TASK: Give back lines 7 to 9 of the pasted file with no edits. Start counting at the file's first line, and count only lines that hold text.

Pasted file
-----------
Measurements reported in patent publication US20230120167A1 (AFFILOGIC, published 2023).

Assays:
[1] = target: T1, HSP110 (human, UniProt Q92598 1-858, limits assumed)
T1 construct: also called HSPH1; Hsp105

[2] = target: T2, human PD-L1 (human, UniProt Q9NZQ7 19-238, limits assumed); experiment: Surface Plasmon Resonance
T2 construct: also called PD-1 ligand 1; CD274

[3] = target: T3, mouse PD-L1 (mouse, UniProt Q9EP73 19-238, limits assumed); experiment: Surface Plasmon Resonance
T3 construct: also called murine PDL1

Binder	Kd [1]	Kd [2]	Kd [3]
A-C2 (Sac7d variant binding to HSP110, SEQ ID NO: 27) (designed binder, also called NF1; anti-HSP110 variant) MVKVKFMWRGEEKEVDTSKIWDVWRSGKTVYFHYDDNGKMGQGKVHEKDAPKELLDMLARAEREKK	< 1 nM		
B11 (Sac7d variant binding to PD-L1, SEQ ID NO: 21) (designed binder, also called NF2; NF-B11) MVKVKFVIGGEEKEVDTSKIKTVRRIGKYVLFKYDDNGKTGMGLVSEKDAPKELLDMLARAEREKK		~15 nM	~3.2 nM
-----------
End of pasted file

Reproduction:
[3] = target: T3, mouse PD-L1 (mouse, UniProt Q9EP73 19-238, limits assumed); experiment: Surface Plasmon Resonance
T3 construct: also called murine PDL1

Binder	Kd [1]	Kd [2]	Kd [3]